Data Persistence

the ongoing storage and availability of data via web platforms (e.g., old social media posts)

Debugging

the process of testing, finding, and solving errors in computer programs

Digital Citizenship

the skills and knowledge students need to fully participate in society via online tools, including safe and respectful use

Digital Footprint

the electronic tracks that are left online as users create profiles, share posts, follow others, like content, etc.

Domain

the primary identifier of a website that is made up of a website name, such as facebook, google, or twitter, followed by a domain type (or top-level domain), such as .com, .edu, or .org

English Language Learners (ELL)
students who often come from families where languages other than English are spoken and whose English proficiency may be defined as limited at least at some point of formal schooling; often required to fulfill certain language requirements, such as language assessments or specialized language courses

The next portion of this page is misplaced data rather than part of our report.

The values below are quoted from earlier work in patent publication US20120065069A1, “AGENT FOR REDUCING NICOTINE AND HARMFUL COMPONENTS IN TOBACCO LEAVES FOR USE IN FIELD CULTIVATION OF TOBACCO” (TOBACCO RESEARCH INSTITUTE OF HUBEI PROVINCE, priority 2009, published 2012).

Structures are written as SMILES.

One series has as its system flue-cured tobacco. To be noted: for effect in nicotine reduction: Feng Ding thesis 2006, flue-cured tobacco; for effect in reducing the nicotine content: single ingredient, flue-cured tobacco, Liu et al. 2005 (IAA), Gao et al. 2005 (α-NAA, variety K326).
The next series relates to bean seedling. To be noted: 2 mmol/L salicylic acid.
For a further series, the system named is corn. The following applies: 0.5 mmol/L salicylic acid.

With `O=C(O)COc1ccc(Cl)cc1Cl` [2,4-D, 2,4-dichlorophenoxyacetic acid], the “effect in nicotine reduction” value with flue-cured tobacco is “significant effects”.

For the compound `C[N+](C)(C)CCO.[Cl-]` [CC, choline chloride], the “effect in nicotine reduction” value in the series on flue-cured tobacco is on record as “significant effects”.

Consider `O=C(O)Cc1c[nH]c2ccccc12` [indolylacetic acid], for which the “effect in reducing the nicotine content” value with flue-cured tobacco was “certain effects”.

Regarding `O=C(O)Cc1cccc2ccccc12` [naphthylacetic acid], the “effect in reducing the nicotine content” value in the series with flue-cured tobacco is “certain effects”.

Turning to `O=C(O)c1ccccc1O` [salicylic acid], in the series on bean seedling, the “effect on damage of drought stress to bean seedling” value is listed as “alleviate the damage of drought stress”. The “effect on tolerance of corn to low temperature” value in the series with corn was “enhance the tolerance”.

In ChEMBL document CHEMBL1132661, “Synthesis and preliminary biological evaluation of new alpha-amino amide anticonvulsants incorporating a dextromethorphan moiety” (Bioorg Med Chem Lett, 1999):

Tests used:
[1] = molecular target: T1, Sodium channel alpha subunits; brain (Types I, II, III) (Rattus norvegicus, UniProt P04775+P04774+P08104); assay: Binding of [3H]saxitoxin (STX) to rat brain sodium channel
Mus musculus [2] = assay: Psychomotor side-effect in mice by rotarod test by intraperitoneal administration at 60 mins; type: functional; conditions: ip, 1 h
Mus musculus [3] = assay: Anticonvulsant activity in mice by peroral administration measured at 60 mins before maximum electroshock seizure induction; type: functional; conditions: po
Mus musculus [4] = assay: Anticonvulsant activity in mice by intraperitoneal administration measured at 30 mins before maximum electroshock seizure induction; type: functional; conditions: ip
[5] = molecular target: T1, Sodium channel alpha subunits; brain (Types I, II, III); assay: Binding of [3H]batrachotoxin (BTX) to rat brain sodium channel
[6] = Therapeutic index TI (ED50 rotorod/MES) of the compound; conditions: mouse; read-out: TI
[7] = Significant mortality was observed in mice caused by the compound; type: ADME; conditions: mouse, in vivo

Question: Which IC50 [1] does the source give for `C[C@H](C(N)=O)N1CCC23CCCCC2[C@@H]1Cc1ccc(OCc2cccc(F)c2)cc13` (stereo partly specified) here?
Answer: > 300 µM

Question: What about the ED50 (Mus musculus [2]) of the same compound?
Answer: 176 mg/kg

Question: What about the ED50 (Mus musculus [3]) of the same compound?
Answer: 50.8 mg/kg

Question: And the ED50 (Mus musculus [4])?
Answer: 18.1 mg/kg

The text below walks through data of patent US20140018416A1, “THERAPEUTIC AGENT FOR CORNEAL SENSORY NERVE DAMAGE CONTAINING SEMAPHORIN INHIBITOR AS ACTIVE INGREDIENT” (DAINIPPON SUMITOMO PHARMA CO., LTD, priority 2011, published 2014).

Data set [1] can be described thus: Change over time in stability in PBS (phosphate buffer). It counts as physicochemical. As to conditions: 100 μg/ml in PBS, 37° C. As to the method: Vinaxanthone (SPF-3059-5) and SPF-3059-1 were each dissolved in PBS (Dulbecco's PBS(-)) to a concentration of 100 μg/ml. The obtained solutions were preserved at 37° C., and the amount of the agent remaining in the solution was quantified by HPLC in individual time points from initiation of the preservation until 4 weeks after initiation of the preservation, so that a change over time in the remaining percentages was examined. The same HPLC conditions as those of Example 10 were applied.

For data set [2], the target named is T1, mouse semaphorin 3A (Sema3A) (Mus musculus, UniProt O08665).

Facility

the ease at which a new technology can be learned, implemented, or managed at the teacher- or student-level

Fair Use

the limited ability to use copyrighted works without permission as determined by four factors (Nature of Use, Type of Work, Amount Used, and Commercial Impact)

Fixed Mindset

a belief that individual qualities, such as intelligence or talent, are fixed (unchanging)  traits

Grit

a non-cognitive trait comprised of passion and motivation to achieve a particular objective

Growth Mindset

a belief that individual qualities, such as intelligence or talent, can be developed through dedication and hard work

Hacking

when a person or program bypasses or tricks normal security procedures in order to gain access to a site or service

Independent Learning

a learning scenario in which the learner takes charge of their own learning (also self-directed learning)